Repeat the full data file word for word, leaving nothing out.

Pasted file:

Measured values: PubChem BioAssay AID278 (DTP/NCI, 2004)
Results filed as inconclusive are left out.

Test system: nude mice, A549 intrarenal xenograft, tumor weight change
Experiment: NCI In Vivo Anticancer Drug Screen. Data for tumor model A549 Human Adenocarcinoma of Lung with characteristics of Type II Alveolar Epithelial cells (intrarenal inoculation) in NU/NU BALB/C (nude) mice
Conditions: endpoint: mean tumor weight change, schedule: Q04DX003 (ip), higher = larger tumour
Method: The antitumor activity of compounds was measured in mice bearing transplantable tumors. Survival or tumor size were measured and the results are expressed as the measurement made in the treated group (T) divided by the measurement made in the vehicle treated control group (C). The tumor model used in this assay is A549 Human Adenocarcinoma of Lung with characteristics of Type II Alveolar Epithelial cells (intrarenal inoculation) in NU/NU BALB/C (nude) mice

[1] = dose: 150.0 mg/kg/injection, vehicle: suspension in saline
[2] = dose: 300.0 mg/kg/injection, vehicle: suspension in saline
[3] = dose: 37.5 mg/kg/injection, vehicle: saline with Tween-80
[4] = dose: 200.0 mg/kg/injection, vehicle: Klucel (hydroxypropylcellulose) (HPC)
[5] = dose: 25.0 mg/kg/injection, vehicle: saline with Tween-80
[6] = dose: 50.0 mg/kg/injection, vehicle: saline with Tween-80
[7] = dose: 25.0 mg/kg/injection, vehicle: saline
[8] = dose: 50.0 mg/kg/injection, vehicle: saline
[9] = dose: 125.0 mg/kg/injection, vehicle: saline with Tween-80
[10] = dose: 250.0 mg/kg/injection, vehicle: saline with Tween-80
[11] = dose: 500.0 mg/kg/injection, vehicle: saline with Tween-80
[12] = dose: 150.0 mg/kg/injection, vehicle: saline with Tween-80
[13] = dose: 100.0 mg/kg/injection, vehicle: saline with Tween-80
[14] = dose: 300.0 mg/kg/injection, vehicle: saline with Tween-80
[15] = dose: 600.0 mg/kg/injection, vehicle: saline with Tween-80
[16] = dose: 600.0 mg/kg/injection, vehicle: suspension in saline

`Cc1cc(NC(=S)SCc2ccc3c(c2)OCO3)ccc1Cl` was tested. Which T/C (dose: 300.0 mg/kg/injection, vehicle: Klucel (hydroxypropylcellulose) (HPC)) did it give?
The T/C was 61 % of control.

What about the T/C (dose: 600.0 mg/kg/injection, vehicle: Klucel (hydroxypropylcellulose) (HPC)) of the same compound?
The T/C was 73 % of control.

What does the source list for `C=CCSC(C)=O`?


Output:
Measured values: PubChem BioAssay AID278 (DTP/NCI, 2004)
Results filed as inconclusive are left out.

Test system: nude mice, A549 intrarenal xenograft, tumor weight change
Experiment: NCI In Vivo Anticancer Drug Screen. Data for tumor model A549 Human Adenocarcinoma of Lung with characteristics of Type II Alveolar Epithelial cells (intrarenal inoculation) in NU/NU BALB/C (nude) mice
Conditions: endpoint: mean tumor weight change, schedule: Q04DX003 (ip), higher = larger tumour
Method: The antitumor activity of compounds was measured in mice bearing transplantable tumors. Survival or tumor size were measured and the results are expressed as the measurement made in the treated group (T) divided by the measurement made in the vehicle treated control group (C). The tumor model used in this assay is A549 Human Adenocarcinoma of Lung with characteristics of Type II Alveolar Epithelial cells (intrarenal inoculation) in NU/NU BALB/C (nude) mice

[1] = dose: 150.0 mg/kg/injection, vehicle: suspension in saline
[2] = dose: 300.0 mg/kg/injection, vehicle: suspension in saline
[3] = dose: 37.5 mg/kg/injection, vehicle: saline with Tween-80
[4] = dose: 200.0 mg/kg/injection, vehicle: Klucel (hydroxypropylcellulose) (HPC)
[5] = dose: 25.0 mg/kg/injection, vehicle: saline with Tween-80
[6] = dose: 50.0 mg/kg/injection, vehicle: saline with Tween-80
[7] = dose: 25.0 mg/kg/injection, vehicle: saline
[8] = dose: 50.0 mg/kg/injection, vehicle: saline
[9] = dose: 125.0 mg/kg/injection, vehicle: saline with Tween-80
[10] = dose: 250.0 mg/kg/injection, vehicle: saline with Tween-80
[11] = dose: 500.0 mg/kg/injection, vehicle: saline with Tween-80
[12] = dose: 150.0 mg/kg/injection, vehicle: saline with Tween-80
[13] = dose: 100.0 mg/kg/injection, vehicle: saline with Tween-80
[14] = dose: 300.0 mg/kg/injection, vehicle: saline with Tween-80
[15] = dose: 600.0 mg/kg/injection, vehicle: saline with Tween-80
[16] = dose: 600.0 mg/kg/injection, vehicle: suspension in saline

`Cc1cc(NC(=S)SCc2ccc3c(c2)OCO3)ccc1Cl` was tested. Which T/C (dose: 300.0 mg/kg/injection, vehicle: Klucel (hydroxypropylcellulose) (HPC)) did it give?
The T/C was 61 % of control.

What about the T/C (dose: 600.0 mg/kg/injection, vehicle: Klucel (hydroxypropylcellulose) (HPC)) of the same compound?
The T/C was 73 % of control.

What does the source list for `C=CCSC(C)=O`?